Abstract 17540: The Blood Urea Nitrogen to Creatinine Ratio Has Additive Prognostic Value to Hyponatremia in Patients With Acute Decompensated Heart Failure: Data From the Korean Heart Failure (KorHF) Registry
Background: The high blood urea nitrogen to creatinine ratio (BUN/Cr) recently was known to be related with poor clinical outcomes in patients (pts) with acute decompensated heart failure (ADHF). However, the relationship between BUN/Cr and hyponatremia, another important prognostic marker in the prediction of clinical outcomes in ADHF remains unknown until now.
Methods and Results: We analyzed 2043 ADHF pts (1259 males, 68 ± 14 years old, 38.4% ischemic origin, left ventricular ejection fraction 39.0 ± 15.8%) from Korean Heart Failure (KorHF) Registry. We defined high vs. low BUN/Cr group as highest (BUN/Cr > 20.0) or lowest (BUN/Cr < 14.6) tertile and hyponatremia as sodium < 135 mmol/L. Cardiovascular (CV) event was a composite clinical endpoint of all-cause mortality and HF rehospitalization. During follow-up period (median 370, IQR 85-872 days), CV events occurred in 796 ADHF pts (39.0%) including 382 (18.7%) all-cause mortality. Hyponatremia was observed in 25.2% (n=515). The Kaplan-Meier analysis showed that high BUN/Cr with hyponatremia group had significantly higher CV events compared with other groups (50.3% vs 39.4% vs 37.6% vs 34.5%, log-rank p<0.001). In adjusted Cox proportional hazard analysis, high BUN/Cr with hyponatremia was an independent predictor of higher CV events after adjusting other HF confounding factors (HR 1.360, 95% CI 1.010-1.830, p=0.043).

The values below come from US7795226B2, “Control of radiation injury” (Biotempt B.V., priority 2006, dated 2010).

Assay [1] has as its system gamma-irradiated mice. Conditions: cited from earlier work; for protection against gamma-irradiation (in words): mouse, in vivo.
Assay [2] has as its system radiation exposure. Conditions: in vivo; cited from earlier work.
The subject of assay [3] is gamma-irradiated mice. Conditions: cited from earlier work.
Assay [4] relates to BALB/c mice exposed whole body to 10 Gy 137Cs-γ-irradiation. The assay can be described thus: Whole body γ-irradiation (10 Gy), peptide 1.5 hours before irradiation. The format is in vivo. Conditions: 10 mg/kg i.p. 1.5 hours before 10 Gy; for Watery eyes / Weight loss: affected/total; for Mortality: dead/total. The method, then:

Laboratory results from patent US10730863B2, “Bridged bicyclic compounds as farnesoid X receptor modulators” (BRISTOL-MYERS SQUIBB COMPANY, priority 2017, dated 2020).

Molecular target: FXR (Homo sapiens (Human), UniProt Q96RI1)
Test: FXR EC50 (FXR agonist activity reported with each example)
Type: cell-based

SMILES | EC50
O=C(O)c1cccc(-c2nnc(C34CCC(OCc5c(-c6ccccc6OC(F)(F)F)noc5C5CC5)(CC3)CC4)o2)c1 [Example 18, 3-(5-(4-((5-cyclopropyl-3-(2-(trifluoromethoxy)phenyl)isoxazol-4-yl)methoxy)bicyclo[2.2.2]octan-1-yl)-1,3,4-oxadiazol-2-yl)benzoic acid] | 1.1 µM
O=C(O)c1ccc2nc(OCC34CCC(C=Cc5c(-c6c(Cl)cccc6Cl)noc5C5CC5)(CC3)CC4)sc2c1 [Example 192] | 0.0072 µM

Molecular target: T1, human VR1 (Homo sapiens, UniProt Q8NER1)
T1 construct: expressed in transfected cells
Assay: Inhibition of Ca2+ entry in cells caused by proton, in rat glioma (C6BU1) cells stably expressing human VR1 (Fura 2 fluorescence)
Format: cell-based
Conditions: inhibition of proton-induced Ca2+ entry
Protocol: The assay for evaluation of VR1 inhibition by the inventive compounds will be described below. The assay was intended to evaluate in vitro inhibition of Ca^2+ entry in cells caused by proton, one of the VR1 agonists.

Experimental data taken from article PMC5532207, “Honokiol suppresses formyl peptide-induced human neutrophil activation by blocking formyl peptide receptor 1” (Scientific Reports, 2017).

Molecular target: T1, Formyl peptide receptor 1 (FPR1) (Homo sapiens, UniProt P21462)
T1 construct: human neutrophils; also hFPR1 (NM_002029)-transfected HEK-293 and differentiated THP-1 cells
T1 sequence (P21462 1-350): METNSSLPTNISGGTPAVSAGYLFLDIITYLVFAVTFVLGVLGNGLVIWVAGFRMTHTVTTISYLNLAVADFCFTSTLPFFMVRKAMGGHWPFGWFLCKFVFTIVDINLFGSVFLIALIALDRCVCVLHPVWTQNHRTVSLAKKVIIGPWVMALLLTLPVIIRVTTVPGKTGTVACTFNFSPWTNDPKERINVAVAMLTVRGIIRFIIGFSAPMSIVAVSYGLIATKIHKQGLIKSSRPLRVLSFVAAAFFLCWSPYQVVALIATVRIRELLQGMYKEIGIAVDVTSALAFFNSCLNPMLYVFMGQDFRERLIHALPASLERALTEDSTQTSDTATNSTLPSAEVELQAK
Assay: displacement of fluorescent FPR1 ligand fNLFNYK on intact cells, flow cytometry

Conclusion: Our study demonstrated that high BUN/Cr with hyponatremia had an independent and additive power for predicting clinical outcomes in ADHF patients. Therefore, simple, inexpensive measurements of BUN/Cr and sodium will help in the risk stratification of pts with ADHF.
- © 2013 by American Heart Association, Inc.